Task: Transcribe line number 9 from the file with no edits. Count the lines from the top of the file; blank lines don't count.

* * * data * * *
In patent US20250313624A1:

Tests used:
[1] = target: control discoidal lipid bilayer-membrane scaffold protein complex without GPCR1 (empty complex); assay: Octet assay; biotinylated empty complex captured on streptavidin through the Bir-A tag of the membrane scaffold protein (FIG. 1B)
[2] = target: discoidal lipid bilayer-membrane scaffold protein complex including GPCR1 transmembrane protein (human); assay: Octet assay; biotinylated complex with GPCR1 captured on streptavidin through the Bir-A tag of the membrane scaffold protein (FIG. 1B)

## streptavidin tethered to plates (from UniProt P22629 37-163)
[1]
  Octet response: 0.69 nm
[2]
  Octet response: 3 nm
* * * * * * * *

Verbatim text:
  Octet response: 3 nm